“One very big project that’s now running for three years is a classical orchestra that’s playing my stuff.” The initially invitation required Henrik to find his own way to shape the brief, “What I didn’t want to do was just be a DJ that’s playing some beats to what the orchestra plays. I think that’s the most horrible thing you can do,” he explains, clear of how he did, and does, seek to co-create, “Although in a way I think that’s what they wanted me to do. But, I asked them if they had somebody to help me with the notes, because my idea was to write something new for to them and just let them play. We decided we were going to take ten of my old ‘favourites’, write them down [using Nuendo (Steinburg)] and rearrange them.
The man sent to assist Henrik was Johannes Brecht and the pair quickly clicked, so much so that Henrik invited Johannes to release a separate project on Sunday Music.
Nature intervened in the plans and the scheduled concert was cancelled due to rain. Rehearsals had taken place though and undeterred by the [non]event, Henrik calmly adjusted to the developments, “I was actually happy that the performance didn’t happen because we realised that it was really difficult to make an orchestra groove or, like, grab the essence of what it was. And also I found out that I didn’t want to use any drums or bass drums. But I was so hooked by the sound that I thought this would be worth diving deeper into.”
Over three years on, and three rewritten scores/arrangements later, an agreed sound has been found. “We have removed all the drums and found a great setup of instruments to make it sound really great.” The recording of this eleven-piece classical orchestra took place last summer and, is forthcoming as Instruments. [Versions of which can be heard on Henrik’s Boiler Room set – scroll up].
A twenty-piece orchestra performed the scores for Instruments at the Berliner Philharmonie in November 2011, a show where Henrik watched on, opting out of performing, “I’m just a composer. I didn’t want to have any electronics involved. No speakers, no microphones, no bass drum. [With an orchestra] The bass drum is actually the worst element you can bring. It’s not a frequency problem, it a problem of, erm… semantics.”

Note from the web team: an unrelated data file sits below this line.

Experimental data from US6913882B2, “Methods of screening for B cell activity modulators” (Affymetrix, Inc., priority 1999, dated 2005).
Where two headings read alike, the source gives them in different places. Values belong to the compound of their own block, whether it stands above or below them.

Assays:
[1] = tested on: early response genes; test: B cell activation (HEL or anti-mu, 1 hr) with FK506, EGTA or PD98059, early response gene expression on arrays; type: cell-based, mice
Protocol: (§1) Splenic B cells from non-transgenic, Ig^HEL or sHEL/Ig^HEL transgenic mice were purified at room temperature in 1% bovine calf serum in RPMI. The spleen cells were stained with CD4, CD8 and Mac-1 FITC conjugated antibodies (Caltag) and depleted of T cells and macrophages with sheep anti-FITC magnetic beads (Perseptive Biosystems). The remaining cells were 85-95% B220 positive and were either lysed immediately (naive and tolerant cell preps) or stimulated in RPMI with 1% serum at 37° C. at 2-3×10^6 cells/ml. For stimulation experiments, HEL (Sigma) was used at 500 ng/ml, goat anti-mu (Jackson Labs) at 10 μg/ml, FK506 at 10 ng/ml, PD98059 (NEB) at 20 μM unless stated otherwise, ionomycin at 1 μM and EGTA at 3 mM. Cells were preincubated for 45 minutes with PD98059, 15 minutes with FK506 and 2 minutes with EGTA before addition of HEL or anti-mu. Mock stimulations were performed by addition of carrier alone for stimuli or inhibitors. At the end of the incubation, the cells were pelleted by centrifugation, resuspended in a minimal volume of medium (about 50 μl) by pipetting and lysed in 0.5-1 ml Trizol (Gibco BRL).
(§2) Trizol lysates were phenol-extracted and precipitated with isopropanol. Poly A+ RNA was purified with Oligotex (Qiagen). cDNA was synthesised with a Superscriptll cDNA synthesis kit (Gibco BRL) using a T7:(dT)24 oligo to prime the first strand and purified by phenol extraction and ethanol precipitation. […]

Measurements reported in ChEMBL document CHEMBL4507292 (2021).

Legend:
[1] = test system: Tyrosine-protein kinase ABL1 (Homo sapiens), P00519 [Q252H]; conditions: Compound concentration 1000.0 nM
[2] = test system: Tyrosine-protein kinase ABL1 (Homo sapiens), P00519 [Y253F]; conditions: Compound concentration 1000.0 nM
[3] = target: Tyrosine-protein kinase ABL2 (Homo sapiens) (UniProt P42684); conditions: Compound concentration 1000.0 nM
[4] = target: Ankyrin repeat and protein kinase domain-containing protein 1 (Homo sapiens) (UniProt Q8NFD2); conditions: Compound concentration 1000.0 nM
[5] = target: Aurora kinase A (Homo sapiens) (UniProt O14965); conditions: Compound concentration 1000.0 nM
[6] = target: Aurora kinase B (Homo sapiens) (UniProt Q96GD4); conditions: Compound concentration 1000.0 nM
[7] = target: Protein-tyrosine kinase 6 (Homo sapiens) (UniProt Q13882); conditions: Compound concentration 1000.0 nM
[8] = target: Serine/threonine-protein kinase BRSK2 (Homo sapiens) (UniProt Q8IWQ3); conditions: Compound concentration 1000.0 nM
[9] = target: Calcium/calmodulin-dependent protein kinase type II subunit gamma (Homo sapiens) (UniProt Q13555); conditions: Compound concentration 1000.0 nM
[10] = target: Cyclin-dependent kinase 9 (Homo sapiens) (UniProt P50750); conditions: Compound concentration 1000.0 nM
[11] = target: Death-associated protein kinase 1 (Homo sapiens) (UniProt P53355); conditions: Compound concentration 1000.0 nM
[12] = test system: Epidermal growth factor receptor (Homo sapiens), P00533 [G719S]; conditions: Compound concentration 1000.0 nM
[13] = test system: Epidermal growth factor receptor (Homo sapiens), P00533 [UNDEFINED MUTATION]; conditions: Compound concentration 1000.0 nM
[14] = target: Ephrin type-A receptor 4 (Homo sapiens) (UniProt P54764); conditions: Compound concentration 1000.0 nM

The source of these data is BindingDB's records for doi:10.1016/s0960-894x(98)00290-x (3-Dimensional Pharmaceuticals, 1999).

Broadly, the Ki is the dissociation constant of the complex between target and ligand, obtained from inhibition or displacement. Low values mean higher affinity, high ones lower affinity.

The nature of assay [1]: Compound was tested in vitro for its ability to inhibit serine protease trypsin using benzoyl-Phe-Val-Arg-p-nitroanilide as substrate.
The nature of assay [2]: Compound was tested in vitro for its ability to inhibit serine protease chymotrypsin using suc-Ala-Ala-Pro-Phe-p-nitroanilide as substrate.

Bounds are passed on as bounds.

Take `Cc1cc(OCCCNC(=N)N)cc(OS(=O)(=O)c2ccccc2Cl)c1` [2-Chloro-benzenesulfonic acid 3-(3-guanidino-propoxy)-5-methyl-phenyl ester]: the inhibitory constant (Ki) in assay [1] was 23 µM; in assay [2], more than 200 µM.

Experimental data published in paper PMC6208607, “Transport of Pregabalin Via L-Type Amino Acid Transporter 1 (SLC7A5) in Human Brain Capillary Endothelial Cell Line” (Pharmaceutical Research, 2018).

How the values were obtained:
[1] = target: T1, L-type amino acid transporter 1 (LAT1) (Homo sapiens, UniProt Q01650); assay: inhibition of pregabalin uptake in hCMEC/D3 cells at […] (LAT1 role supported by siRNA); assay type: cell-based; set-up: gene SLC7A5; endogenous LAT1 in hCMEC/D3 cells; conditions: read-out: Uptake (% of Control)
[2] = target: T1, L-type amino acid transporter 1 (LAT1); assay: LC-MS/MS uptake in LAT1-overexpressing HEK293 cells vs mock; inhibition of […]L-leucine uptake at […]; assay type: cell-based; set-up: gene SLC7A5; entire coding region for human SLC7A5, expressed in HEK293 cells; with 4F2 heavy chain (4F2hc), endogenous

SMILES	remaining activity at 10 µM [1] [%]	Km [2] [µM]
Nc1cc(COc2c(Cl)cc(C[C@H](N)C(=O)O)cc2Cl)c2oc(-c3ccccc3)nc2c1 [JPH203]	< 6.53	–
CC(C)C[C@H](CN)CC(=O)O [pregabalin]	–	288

“If you add a bass drum to it weakens everything. They just don’t fit together! Even if it was there before. It’s really strange and I don’t know the reason yet but it destroys the energy. Just the opposite than if you play the same thing in a club. It’s something that needs to explored. It’s a very, interesting, very very interesting field to work in.”
Listening to Henrik wax lyrical about this area of sonic experimentation, words from Tod Dockstader come to mind:
“It seems unlikely to me that electronic music will ever replace the traditional orchestra, as some critics and composers have feared. Even when it has been designed to supplement the orchestra, it suffers in comparison with the live sounds, and the combination is usually cumbersome: the orchestra plays, then sits in resentful silence while a loudspeaker roars and whispers fuzzily. But the speaker can’t roar as loudly or whisper as quietly as can the orchestra, and until tape recording and reproducing is improved dramatically, resulting in much wider dynamic range and signal-to-noise ratio, electronic music can’t match, much less replace, the clear voice of the orchestra.”
(‘Notes for Eight Electronic Pieces’, Folkways Records, 1961)
Henrik Schwarz’s take on combining orchestral traditions with music that originated via electronic methods of composing, certainly doesn’t falter in the way Tod Dockstader justifiably foresaw, rather Instruments succeeds by fusing the tonal excellence of classical instrumentation with the excellence of Henrik’s compositions and (re)arrangements.
Many thanks to Naiel Ibarrola for the illustration. Part 2 soon come!